Then, as now, business writing was replete with alliterative formulas. A little Internet research will turn up “the 7 Ps of Marketing,” “the 7 Cs of Success,” “the 4 Ls of Retirement Planning,” and so on. To anyone who thinks these lists are a bit corny, consider that Jack Welch swore by his 3 Es: energy, energize, and edge. If an alliterative list was good enough for Welch, it’s good enough for me.

At the Forum, we decided to structure our insights about Leadership into Ps – and we didn’t stop with 7 – we eventually agreed upon 9! Were we the first to propose Leadership Ps? All I can say is that I haven’t found any Leadership list that antedates ours.

1. People – One of our early guest speakers, William Toppeta, put it this way: “Focus on the people and the numbers will come. Focus on the numbers and the people will go.”

2. Purpose – Obviously, you shouldn’t be leading if you don’t know where you’re going.

3. Passion – It’s not enough to be passionate about the job yourself, it’s also your responsibility to cultivate passion within the organization – not to rain on anyone’s parade.

4. Performance – Be as obsessed with your own performance as the performance of those who report to you.

5. Persistence – Jeff Rich, former CEO of Affiliated Computer Systems, told the Forum: “Persistence is about loving something so much that you refuse to ever abandon it.”

6. Perspective – Remember the role you and your organization are in the big picture.

7. Paranoia – It’s not worrying about oneself, but fear that your organization may be in jeopardy or missing opportunities. “Hypervigilance” is probably more accurate, but it doesn’t begin with P and it doesn’t have the same punch.

8. Principles – Christine Poon, a top executive at Johnson & Johnson, put it this way to the Forum: “A company’s values can provide a powerful inspiration and ultimately shape everything about the company.”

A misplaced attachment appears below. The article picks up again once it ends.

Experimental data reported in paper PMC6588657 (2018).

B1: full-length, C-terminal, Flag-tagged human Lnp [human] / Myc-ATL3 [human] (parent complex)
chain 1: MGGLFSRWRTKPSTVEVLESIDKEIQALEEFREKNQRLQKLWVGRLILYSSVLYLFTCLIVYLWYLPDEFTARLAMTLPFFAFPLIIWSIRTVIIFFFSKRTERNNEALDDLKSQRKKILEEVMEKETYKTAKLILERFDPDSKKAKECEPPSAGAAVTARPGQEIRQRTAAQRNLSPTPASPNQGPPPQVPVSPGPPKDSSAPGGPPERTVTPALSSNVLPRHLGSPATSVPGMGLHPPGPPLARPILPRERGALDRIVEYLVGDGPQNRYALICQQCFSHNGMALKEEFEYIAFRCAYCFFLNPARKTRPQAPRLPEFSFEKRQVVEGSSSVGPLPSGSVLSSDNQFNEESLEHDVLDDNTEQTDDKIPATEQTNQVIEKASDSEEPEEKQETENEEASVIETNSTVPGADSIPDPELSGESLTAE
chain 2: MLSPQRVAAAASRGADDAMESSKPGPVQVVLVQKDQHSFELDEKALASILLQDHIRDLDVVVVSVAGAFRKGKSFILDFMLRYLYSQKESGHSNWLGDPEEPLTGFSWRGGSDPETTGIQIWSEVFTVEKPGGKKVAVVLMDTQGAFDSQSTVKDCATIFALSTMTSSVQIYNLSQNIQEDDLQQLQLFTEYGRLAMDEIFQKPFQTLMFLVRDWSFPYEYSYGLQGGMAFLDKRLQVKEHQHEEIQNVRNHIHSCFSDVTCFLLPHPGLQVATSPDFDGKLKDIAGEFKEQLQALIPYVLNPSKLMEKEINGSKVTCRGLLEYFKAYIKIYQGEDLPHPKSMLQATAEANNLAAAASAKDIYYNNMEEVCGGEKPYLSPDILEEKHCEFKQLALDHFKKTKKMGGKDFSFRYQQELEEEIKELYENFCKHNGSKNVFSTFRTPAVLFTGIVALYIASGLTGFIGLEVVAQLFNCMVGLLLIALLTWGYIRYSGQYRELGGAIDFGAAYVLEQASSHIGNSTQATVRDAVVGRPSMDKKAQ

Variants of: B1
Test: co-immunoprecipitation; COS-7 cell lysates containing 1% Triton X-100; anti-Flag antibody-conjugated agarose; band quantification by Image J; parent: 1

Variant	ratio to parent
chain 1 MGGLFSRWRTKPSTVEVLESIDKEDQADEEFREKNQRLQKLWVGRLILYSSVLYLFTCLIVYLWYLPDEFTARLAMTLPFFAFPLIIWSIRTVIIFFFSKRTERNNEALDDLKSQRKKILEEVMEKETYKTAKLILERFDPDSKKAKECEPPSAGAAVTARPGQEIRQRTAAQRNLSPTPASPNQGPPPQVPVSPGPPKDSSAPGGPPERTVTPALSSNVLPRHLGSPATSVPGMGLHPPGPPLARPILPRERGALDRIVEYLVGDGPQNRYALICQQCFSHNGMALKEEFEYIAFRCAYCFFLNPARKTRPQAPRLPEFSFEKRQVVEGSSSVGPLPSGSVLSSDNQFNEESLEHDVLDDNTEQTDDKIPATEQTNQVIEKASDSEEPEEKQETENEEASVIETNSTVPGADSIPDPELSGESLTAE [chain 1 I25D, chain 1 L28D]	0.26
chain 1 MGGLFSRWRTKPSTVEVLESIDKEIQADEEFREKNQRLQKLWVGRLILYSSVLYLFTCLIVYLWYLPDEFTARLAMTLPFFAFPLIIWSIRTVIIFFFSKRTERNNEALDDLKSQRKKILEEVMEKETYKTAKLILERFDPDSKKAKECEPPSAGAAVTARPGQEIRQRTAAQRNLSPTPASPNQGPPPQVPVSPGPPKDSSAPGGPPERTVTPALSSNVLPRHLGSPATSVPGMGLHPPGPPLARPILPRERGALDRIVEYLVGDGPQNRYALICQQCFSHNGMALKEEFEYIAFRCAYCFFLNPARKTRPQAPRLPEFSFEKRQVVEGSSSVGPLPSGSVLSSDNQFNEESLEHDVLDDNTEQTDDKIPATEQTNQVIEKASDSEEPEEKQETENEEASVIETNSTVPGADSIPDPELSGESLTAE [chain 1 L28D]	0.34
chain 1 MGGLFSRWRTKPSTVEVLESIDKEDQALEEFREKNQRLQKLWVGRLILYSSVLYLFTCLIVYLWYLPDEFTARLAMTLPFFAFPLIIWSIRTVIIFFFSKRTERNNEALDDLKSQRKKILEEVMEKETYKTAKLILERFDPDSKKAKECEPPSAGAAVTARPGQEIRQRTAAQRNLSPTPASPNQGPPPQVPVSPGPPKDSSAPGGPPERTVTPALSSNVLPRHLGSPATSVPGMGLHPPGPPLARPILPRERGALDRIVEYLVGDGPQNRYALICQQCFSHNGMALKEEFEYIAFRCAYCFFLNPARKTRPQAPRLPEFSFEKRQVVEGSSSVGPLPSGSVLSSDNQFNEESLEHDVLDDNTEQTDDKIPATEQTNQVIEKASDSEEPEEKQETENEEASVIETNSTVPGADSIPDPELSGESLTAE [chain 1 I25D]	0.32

9. Practice – It’s essential to keep working at being a leader constantly – once you accept the responsibility of leading, there’s no holding back.

But wait, there’s more!

In the course of teaching these 9 Ps, I’ve noticed something peculiar. Most students carefully record each “P” in their notebooks (classroom habits are hard to break) and ask if they will be on the final. But a few more curious souls will grasp the process behind the 9 Ps and use them a springboard to inspire their own thinking about leadership. These people typically accost me outside the classroom, perhaps in an elevator or hallway, and after a moment, say something like: “Sander, I had an idea for a 10th P.”

Remembering P3 – Passion (and not raining on parades), I’ll say: “Great, tell me about it!”

And then I hear the suggestions: Probity, Process, Progressive, Poise, Productivity, Pursuit, Perfection – and more.

Do any – or all -- belong in our list? Who knows how many Ps could be used to describe Leadership? For me, I’m satisfied with the 9 we developed at the Forum. But if someone wants to explore further, I’ll never try to hold them back.

As a leader, when you teach people in your organization, you’re not bestowing a gift. You’re planting a seed. A list like the 9 Ps is a trellis that can help their own ideas grow.

Sander Flaum, M.B.A., co-author of Boost Your Career: How To Make An Impact, Get

Recognized, and Build The Career You Want, is CEO of Flaum Navigators, a consulting firm that helps companies accelerate business growth through transformational ideas that galvanize leadership, brand building, and innovation. He is chair of the Fordham Leadership Forum at the Fordham University Gabelli Graduate School of Business, Executive-in-Residence at The Ohio State University Fisher College of Business, and is the author of several books including The 100-Mile Walk: A Father and Son on a Quest to Find The Essence of Leadership.